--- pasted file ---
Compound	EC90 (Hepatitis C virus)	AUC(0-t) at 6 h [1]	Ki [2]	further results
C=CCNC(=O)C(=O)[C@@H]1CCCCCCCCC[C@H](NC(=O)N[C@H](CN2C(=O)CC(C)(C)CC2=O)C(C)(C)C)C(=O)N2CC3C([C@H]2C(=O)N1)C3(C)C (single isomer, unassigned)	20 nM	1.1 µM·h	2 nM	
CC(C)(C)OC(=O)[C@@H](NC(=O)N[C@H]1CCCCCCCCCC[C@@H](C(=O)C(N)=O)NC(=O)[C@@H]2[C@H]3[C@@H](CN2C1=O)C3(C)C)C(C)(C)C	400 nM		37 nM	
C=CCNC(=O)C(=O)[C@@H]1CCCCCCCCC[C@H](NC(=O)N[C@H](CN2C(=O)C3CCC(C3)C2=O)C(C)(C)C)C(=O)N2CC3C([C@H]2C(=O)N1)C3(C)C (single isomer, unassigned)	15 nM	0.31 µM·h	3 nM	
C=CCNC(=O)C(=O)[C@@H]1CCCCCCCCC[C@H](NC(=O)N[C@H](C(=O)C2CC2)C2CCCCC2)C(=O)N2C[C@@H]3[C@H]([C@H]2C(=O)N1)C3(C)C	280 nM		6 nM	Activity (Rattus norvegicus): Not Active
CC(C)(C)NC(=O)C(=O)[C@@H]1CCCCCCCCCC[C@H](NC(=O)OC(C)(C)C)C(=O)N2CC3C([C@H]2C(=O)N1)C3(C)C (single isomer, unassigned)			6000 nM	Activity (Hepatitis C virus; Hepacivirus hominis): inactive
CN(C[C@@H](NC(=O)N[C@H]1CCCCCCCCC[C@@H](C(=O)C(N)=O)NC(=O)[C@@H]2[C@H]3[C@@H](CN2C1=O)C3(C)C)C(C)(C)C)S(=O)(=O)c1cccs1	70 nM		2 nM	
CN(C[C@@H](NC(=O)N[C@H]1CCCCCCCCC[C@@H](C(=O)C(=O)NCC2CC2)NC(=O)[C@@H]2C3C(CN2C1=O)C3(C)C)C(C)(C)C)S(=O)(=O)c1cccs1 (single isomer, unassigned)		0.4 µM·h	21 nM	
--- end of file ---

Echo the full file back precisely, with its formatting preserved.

Compound	EC90 (Hepatitis C virus)	AUC(0-t) at 6 h [1]	Ki [2]	further results
C=CCNC(=O)C(=O)[C@@H]1CCCCCCCCC[C@H](NC(=O)N[C@H](CN2C(=O)CC(C)(C)CC2=O)C(C)(C)C)C(=O)N2CC3C([C@H]2C(=O)N1)C3(C)C (single isomer, unassigned)	20 nM	1.1 µM·h	2 nM	
CC(C)(C)OC(=O)[C@@H](NC(=O)N[C@H]1CCCCCCCCCC[C@@H](C(=O)C(N)=O)NC(=O)[C@@H]2[C@H]3[C@@H](CN2C1=O)C3(C)C)C(C)(C)C	400 nM		37 nM	
C=CCNC(=O)C(=O)[C@@H]1CCCCCCCCC[C@H](NC(=O)N[C@H](CN2C(=O)C3CCC(C3)C2=O)C(C)(C)C)C(=O)N2CC3C([C@H]2C(=O)N1)C3(C)C (single isomer, unassigned)	15 nM	0.31 µM·h	3 nM	
C=CCNC(=O)C(=O)[C@@H]1CCCCCCCCC[C@H](NC(=O)N[C@H](C(=O)C2CC2)C2CCCCC2)C(=O)N2C[C@@H]3[C@H]([C@H]2C(=O)N1)C3(C)C	280 nM		6 nM	Activity (Rattus norvegicus): Not Active
CC(C)(C)NC(=O)C(=O)[C@@H]1CCCCCCCCCC[C@H](NC(=O)OC(C)(C)C)C(=O)N2CC3C([C@H]2C(=O)N1)C3(C)C (single isomer, unassigned)			6000 nM	Activity (Hepatitis C virus; Hepacivirus hominis): inactive
CN(C[C@@H](NC(=O)N[C@H]1CCCCCCCCC[C@@H](C(=O)C(N)=O)NC(=O)[C@@H]2[C@H]3[C@@H](CN2C1=O)C3(C)C)C(C)(C)C)S(=O)(=O)c1cccs1	70 nM		2 nM	
CN(C[C@@H](NC(=O)N[C@H]1CCCCCCCCC[C@@H](C(=O)C(=O)NCC2CC2)NC(=O)[C@@H]2C3C(CN2C1=O)C3(C)C)C(C)(C)C)S(=O)(=O)c1cccs1 (single isomer, unassigned)		0.4 µM·h	21 nM	